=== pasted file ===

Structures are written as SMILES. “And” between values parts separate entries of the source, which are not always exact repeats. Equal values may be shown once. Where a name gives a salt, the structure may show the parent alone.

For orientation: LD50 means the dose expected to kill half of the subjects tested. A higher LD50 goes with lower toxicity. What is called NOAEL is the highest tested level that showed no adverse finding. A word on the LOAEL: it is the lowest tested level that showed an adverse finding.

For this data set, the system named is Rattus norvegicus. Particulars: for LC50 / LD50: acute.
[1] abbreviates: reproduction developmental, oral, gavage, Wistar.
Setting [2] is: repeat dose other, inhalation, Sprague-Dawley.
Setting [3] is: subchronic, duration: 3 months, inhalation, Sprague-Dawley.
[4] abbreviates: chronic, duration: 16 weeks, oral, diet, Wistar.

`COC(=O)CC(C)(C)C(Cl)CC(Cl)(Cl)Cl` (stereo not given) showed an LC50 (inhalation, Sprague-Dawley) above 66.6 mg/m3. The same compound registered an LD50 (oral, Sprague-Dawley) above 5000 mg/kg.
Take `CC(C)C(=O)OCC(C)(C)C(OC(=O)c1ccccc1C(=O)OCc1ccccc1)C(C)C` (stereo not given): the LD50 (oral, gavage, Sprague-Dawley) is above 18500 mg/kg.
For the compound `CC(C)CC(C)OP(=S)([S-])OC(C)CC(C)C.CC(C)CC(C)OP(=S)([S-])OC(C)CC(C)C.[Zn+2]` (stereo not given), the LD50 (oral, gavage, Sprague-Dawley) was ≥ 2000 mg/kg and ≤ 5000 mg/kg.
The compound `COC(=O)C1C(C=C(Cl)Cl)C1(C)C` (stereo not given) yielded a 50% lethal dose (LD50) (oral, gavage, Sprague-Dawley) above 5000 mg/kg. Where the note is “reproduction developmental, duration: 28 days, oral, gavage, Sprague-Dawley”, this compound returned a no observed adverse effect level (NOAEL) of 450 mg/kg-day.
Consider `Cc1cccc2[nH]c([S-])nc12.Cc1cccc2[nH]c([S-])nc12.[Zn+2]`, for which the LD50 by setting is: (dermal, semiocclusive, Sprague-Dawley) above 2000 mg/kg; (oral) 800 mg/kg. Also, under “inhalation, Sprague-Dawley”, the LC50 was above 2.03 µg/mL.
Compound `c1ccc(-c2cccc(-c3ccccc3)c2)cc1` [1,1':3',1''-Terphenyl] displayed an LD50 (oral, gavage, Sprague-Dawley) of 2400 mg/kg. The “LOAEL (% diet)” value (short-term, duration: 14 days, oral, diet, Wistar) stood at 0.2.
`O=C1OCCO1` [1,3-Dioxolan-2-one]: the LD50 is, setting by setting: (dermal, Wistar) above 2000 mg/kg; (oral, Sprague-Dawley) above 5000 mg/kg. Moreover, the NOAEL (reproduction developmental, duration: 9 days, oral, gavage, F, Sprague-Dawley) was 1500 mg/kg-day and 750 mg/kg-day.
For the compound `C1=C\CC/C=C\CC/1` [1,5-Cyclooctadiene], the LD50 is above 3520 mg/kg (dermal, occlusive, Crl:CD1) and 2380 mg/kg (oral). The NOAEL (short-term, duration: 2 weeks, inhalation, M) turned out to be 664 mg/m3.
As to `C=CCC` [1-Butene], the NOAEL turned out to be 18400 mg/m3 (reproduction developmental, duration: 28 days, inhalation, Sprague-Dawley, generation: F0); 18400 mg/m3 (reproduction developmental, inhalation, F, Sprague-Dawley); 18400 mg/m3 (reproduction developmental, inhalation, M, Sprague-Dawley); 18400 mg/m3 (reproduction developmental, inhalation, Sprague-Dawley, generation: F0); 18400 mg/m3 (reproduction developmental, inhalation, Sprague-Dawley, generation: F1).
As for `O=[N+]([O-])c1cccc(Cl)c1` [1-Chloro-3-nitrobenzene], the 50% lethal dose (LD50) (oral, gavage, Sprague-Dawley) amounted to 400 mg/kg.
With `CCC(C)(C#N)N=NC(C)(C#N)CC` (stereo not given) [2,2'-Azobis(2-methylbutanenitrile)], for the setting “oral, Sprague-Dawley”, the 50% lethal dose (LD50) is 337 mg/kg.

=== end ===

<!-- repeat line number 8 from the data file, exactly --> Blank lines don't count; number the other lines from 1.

`COC(=O)CC(C)(C)C(Cl)CC(Cl)(Cl)Cl` (stereo not given) showed an LC50 (inhalation, Sprague-Dawley) above 66.6 mg/m3. The same compound registered an LD50 (oral, Sprague-Dawley) above 5000 mg/kg.